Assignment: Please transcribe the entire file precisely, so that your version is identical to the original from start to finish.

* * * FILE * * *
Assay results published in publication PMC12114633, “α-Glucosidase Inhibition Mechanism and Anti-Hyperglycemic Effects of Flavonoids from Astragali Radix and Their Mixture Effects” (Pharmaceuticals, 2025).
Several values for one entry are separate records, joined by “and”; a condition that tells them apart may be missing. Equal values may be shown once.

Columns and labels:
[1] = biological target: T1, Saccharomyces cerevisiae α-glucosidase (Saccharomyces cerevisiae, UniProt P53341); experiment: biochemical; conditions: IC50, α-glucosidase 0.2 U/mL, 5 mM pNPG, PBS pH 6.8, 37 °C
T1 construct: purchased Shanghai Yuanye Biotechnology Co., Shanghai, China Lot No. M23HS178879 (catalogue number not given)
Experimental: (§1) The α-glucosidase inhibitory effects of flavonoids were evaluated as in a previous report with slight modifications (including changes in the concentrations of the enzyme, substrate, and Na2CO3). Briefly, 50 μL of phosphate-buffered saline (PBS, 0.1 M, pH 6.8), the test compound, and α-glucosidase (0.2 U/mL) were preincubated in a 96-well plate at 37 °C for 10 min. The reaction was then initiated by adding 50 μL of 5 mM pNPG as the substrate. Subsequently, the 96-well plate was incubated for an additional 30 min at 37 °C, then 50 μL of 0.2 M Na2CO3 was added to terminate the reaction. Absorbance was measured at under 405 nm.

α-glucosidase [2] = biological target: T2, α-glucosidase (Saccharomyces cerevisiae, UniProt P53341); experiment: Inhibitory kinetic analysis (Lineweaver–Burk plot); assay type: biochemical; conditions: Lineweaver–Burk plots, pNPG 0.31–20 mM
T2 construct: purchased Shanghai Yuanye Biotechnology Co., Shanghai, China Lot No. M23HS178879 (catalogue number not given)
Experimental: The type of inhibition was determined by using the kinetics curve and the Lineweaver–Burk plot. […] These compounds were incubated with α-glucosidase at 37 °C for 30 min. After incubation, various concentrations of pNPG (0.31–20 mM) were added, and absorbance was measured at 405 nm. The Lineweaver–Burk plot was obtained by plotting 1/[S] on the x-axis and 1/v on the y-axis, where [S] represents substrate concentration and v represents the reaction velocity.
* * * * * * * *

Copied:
Assay results published in publication PMC12114633, “α-Glucosidase Inhibition Mechanism and Anti-Hyperglycemic Effects of Flavonoids from Astragali Radix and Their Mixture Effects” (Pharmaceuticals, 2025).
Several values for one entry are separate records, joined by “and”; a condition that tells them apart may be missing. Equal values may be shown once.

Columns and labels:
[1] = biological target: T1, Saccharomyces cerevisiae α-glucosidase (Saccharomyces cerevisiae, UniProt P53341); experiment: biochemical; conditions: IC50, α-glucosidase 0.2 U/mL, 5 mM pNPG, PBS pH 6.8, 37 °C
T1 construct: purchased Shanghai Yuanye Biotechnology Co., Shanghai, China Lot No. M23HS178879 (catalogue number not given)
Experimental: (§1) The α-glucosidase inhibitory effects of flavonoids were evaluated as in a previous report with slight modifications (including changes in the concentrations of the enzyme, substrate, and Na2CO3). Briefly, 50 μL of phosphate-buffered saline (PBS, 0.1 M, pH 6.8), the test compound, and α-glucosidase (0.2 U/mL) were preincubated in a 96-well plate at 37 °C for 10 min. The reaction was then initiated by adding 50 μL of 5 mM pNPG as the substrate. Subsequently, the 96-well plate was incubated for an additional 30 min at 37 °C, then 50 μL of 0.2 M Na2CO3 was added to terminate the reaction. Absorbance was measured at under 405 nm.

α-glucosidase [2] = biological target: T2, α-glucosidase (Saccharomyces cerevisiae, UniProt P53341); experiment: Inhibitory kinetic analysis (Lineweaver–Burk plot); assay type: biochemical; conditions: Lineweaver–Burk plots, pNPG 0.31–20 mM
T2 construct: purchased Shanghai Yuanye Biotechnology Co., Shanghai, China Lot No. M23HS178879 (catalogue number not given)
Experimental: The type of inhibition was determined by using the kinetics curve and the Lineweaver–Burk plot. […] These compounds were incubated with α-glucosidase at 37 °C for 30 min. After incubation, various concentrations of pNPG (0.31–20 mM) were added, and absorbance was measured at 405 nm. The Lineweaver–Burk plot was obtained by plotting 1/[S] on the x-axis and 1/v on the y-axis, where [S] represents substrate concentration and v represents the reaction velocity.